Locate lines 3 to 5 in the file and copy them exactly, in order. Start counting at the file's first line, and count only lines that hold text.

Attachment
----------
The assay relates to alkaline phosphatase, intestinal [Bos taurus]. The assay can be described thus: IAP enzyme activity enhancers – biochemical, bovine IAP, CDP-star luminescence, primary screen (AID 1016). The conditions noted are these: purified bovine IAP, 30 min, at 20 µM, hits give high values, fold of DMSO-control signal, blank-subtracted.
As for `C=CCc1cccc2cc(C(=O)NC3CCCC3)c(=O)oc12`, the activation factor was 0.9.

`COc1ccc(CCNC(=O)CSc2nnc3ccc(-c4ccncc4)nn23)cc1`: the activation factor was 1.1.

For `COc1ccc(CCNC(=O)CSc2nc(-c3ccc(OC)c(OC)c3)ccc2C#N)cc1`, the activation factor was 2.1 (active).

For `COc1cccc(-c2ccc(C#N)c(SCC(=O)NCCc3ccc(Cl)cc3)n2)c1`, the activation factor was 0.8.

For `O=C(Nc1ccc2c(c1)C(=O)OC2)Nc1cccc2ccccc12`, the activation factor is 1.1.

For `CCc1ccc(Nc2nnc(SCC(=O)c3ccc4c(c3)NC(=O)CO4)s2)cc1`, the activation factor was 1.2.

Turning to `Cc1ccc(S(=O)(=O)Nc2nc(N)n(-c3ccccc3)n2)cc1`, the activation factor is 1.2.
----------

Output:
`COc1ccc(CCNC(=O)CSc2nnc3ccc(-c4ccncc4)nn23)cc1`: the activation factor was 1.1.

For `COc1ccc(CCNC(=O)CSc2nc(-c3ccc(OC)c(OC)c3)ccc2C#N)cc1`, the activation factor was 2.1 (active).

For `COc1cccc(-c2ccc(C#N)c(SCC(=O)NCCc3ccc(Cl)cc3)n2)c1`, the activation factor was 0.8.